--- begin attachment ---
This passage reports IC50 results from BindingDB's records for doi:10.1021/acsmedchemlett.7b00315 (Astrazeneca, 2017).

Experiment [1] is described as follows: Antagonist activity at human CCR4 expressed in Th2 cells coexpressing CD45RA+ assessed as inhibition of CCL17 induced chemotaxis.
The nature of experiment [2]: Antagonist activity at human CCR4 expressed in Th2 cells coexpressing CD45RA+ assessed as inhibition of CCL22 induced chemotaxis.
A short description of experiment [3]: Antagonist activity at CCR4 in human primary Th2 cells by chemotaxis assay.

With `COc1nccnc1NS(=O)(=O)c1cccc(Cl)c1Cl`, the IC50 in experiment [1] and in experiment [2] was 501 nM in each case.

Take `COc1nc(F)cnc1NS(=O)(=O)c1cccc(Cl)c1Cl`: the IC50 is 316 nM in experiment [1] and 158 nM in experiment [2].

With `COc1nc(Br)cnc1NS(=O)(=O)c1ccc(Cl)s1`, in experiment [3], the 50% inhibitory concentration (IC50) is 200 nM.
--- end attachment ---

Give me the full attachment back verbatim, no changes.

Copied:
This passage reports IC50 results from BindingDB's records for doi:10.1021/acsmedchemlett.7b00315 (Astrazeneca, 2017).

Experiment [1] is described as follows: Antagonist activity at human CCR4 expressed in Th2 cells coexpressing CD45RA+ assessed as inhibition of CCL17 induced chemotaxis.
The nature of experiment [2]: Antagonist activity at human CCR4 expressed in Th2 cells coexpressing CD45RA+ assessed as inhibition of CCL22 induced chemotaxis.
A short description of experiment [3]: Antagonist activity at CCR4 in human primary Th2 cells by chemotaxis assay.

With `COc1nccnc1NS(=O)(=O)c1cccc(Cl)c1Cl`, the IC50 in experiment [1] and in experiment [2] was 501 nM in each case.

Take `COc1nc(F)cnc1NS(=O)(=O)c1cccc(Cl)c1Cl`: the IC50 is 316 nM in experiment [1] and 158 nM in experiment [2].

With `COc1nc(Br)cnc1NS(=O)(=O)c1ccc(Cl)s1`, in experiment [3], the 50% inhibitory concentration (IC50) is 200 nM.